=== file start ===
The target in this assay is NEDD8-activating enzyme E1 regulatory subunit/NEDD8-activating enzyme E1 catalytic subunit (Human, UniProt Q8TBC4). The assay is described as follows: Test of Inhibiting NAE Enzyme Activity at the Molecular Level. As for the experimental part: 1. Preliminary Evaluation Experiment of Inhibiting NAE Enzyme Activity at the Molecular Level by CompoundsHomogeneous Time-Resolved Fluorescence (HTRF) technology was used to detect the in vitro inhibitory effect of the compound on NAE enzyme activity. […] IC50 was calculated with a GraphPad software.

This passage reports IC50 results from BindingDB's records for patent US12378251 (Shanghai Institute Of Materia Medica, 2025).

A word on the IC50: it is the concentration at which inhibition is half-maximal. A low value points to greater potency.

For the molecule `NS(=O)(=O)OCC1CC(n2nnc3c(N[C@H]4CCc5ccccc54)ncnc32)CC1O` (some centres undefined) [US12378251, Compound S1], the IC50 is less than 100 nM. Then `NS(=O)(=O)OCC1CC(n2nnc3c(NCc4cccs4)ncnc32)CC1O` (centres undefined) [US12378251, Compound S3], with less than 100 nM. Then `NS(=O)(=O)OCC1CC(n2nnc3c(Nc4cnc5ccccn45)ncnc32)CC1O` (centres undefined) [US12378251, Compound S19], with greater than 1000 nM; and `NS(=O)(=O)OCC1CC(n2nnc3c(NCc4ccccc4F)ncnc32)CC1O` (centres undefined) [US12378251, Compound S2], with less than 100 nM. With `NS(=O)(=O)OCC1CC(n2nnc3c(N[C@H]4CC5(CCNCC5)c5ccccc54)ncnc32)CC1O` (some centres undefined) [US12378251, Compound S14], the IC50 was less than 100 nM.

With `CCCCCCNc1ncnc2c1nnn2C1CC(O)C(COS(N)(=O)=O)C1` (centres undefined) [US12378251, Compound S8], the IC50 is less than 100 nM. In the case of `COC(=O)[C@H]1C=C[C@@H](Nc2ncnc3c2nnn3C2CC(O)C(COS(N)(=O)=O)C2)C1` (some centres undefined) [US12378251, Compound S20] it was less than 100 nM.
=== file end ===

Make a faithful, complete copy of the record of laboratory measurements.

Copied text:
The target in this assay is NEDD8-activating enzyme E1 regulatory subunit/NEDD8-activating enzyme E1 catalytic subunit (Human, UniProt Q8TBC4). The assay is described as follows: Test of Inhibiting NAE Enzyme Activity at the Molecular Level. As for the experimental part: 1. Preliminary Evaluation Experiment of Inhibiting NAE Enzyme Activity at the Molecular Level by CompoundsHomogeneous Time-Resolved Fluorescence (HTRF) technology was used to detect the in vitro inhibitory effect of the compound on NAE enzyme activity. […] IC50 was calculated with a GraphPad software.

This passage reports IC50 results from BindingDB's records for patent US12378251 (Shanghai Institute Of Materia Medica, 2025).

A word on the IC50: it is the concentration at which inhibition is half-maximal. A low value points to greater potency.

For the molecule `NS(=O)(=O)OCC1CC(n2nnc3c(N[C@H]4CCc5ccccc54)ncnc32)CC1O` (some centres undefined) [US12378251, Compound S1], the IC50 is less than 100 nM. Then `NS(=O)(=O)OCC1CC(n2nnc3c(NCc4cccs4)ncnc32)CC1O` (centres undefined) [US12378251, Compound S3], with less than 100 nM. Then `NS(=O)(=O)OCC1CC(n2nnc3c(Nc4cnc5ccccn45)ncnc32)CC1O` (centres undefined) [US12378251, Compound S19], with greater than 1000 nM; and `NS(=O)(=O)OCC1CC(n2nnc3c(NCc4ccccc4F)ncnc32)CC1O` (centres undefined) [US12378251, Compound S2], with less than 100 nM. With `NS(=O)(=O)OCC1CC(n2nnc3c(N[C@H]4CC5(CCNCC5)c5ccccc54)ncnc32)CC1O` (some centres undefined) [US12378251, Compound S14], the IC50 was less than 100 nM.

With `CCCCCCNc1ncnc2c1nnn2C1CC(O)C(COS(N)(=O)=O)C1` (centres undefined) [US12378251, Compound S8], the IC50 is less than 100 nM. In the case of `COC(=O)[C@H]1C=C[C@@H](Nc2ncnc3c2nnn3C2CC(O)C(COS(N)(=O)=O)C2)C1` (some centres undefined) [US12378251, Compound S20] it was less than 100 nM.